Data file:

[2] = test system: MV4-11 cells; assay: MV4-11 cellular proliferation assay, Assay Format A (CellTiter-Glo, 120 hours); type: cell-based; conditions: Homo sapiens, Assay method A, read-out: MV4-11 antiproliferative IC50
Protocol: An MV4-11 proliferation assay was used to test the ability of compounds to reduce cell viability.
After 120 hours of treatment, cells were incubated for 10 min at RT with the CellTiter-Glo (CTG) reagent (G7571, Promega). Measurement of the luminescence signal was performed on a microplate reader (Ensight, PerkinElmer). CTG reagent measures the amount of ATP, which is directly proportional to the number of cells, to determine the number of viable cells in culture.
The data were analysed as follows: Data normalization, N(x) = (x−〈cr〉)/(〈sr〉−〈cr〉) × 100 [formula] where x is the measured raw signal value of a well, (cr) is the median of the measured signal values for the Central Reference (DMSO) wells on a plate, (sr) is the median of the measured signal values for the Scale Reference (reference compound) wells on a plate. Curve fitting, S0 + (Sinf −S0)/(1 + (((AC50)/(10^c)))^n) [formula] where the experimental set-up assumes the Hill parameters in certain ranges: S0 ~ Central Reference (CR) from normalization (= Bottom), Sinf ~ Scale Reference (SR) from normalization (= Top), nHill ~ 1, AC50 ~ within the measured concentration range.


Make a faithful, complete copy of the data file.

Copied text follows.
[2] = test system: MV4-11 cells; assay: MV4-11 cellular proliferation assay, Assay Format A (CellTiter-Glo, 120 hours); type: cell-based; conditions: Homo sapiens, Assay method A, read-out: MV4-11 antiproliferative IC50
Protocol: An MV4-11 proliferation assay was used to test the ability of compounds to reduce cell viability.
After 120 hours of treatment, cells were incubated for 10 min at RT with the CellTiter-Glo (CTG) reagent (G7571, Promega). Measurement of the luminescence signal was performed on a microplate reader (Ensight, PerkinElmer). CTG reagent measures the amount of ATP, which is directly proportional to the number of cells, to determine the number of viable cells in culture.
The data were analysed as follows: Data normalization, N(x) = (x−〈cr〉)/(〈sr〉−〈cr〉) × 100 [formula] where x is the measured raw signal value of a well, (cr) is the median of the measured signal values for the Central Reference (DMSO) wells on a plate, (sr) is the median of the measured signal values for the Scale Reference (reference compound) wells on a plate. Curve fitting, S0 + (Sinf −S0)/(1 + (((AC50)/(10^c)))^n) [formula] where the experimental set-up assumes the Hill parameters in certain ranges: S0 ~ Central Reference (CR) from normalization (= Bottom), Sinf ~ Scale Reference (SR) from normalization (= Top), nHill ~ 1, AC50 ~ within the measured concentration range.